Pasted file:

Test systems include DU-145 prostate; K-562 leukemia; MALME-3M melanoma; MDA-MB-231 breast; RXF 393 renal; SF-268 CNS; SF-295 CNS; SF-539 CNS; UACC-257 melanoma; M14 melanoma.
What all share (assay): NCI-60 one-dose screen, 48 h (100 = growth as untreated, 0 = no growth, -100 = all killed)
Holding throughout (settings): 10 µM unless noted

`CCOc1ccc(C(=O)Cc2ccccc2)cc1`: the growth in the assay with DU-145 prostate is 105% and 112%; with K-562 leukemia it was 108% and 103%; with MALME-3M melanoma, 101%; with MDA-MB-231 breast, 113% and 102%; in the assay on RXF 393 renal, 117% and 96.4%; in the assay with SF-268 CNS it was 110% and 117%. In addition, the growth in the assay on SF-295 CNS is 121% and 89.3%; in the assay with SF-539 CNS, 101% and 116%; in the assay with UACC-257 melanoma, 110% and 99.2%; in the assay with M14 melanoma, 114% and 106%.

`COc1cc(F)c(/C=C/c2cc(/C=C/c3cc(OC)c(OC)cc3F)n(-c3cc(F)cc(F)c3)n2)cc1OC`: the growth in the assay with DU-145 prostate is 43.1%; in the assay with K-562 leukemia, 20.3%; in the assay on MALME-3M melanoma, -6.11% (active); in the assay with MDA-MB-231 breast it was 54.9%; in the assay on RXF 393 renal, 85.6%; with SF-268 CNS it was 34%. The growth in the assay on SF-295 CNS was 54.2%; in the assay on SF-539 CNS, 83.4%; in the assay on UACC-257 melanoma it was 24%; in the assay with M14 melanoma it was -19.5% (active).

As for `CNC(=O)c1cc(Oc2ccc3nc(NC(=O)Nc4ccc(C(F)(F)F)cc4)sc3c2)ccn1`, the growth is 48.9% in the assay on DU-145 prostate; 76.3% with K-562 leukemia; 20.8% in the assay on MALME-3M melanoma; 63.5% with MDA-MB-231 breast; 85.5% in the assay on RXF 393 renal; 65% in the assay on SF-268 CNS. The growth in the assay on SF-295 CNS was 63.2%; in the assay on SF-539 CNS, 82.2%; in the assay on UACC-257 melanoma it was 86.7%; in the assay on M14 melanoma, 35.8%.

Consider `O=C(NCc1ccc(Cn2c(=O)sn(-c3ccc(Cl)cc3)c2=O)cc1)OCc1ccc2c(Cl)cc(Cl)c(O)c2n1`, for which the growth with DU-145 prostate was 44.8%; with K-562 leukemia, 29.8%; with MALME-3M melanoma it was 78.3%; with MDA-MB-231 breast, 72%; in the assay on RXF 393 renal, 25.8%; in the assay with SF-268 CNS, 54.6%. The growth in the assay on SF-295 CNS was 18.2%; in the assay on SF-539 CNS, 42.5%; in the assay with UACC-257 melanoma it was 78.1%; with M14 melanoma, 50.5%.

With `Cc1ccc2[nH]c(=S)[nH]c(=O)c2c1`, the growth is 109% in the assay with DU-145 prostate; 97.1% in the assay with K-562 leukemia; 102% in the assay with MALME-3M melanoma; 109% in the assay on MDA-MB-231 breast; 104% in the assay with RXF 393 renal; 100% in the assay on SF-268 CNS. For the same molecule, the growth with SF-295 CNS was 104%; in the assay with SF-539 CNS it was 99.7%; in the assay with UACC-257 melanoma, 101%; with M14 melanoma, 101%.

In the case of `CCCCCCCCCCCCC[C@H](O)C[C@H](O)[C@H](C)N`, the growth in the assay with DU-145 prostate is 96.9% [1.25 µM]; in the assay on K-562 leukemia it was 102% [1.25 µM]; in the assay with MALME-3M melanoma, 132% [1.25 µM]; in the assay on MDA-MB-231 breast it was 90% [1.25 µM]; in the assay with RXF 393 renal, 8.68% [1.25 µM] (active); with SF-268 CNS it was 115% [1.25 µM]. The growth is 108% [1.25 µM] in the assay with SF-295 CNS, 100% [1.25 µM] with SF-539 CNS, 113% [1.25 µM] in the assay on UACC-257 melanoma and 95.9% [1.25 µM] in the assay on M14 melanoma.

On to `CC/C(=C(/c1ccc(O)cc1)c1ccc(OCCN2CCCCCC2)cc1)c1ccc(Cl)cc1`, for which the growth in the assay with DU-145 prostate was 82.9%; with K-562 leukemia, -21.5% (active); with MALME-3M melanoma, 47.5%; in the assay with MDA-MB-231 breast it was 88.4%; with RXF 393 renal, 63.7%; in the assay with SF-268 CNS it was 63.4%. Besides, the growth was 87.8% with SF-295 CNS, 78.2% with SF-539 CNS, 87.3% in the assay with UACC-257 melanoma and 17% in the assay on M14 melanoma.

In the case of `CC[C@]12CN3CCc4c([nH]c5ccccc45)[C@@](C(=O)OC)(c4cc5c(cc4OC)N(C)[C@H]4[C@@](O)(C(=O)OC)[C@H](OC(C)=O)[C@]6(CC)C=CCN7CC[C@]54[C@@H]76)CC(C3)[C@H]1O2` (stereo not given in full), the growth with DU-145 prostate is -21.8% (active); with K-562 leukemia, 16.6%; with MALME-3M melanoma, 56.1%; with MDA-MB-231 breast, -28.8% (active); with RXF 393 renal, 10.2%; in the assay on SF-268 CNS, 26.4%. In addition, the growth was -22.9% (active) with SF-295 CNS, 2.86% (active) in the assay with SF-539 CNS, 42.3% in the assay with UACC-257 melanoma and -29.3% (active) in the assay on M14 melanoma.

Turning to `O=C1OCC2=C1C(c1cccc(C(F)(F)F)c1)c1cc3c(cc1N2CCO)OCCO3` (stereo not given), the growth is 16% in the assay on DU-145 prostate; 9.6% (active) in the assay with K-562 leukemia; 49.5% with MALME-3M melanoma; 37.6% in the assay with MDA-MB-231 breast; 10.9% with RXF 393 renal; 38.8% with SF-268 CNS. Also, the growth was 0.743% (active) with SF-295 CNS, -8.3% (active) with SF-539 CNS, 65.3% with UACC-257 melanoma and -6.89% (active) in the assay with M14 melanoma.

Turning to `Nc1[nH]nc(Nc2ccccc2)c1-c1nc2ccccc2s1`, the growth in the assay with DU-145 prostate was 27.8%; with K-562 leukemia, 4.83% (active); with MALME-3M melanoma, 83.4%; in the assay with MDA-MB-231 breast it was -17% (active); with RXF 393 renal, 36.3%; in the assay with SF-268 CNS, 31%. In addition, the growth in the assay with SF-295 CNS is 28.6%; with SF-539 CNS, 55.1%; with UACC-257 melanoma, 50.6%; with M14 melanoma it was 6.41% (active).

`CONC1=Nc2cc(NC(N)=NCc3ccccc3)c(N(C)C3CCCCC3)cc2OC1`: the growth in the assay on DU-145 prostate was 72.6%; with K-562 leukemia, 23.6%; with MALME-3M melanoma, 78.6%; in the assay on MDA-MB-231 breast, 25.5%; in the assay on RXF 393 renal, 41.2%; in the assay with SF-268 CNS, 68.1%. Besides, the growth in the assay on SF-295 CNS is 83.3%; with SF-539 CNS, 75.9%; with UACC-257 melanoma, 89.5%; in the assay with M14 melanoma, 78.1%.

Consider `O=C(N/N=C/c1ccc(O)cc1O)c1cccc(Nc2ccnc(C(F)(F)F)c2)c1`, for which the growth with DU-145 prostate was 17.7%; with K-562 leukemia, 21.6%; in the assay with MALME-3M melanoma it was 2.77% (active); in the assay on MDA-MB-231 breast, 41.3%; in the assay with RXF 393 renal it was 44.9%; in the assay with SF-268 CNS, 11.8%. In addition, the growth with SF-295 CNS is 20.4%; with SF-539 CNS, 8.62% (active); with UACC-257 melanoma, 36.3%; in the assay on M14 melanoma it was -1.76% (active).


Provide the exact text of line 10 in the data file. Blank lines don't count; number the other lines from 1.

On to `CC/C(=C(/c1ccc(O)cc1)c1ccc(OCCN2CCCCCC2)cc1)c1ccc(Cl)cc1`, for which the growth in the assay with DU-145 prostate was 82.9%; with K-562 leukemia, -21.5% (active); with MALME-3M melanoma, 47.5%; in the assay with MDA-MB-231 breast it was 88.4%; with RXF 393 renal, 63.7%; in the assay with SF-268 CNS it was 63.4%. Besides, the growth was 87.8% with SF-295 CNS, 78.2% with SF-539 CNS, 87.3% in the assay with UACC-257 melanoma and 17% in the assay on M14 melanoma.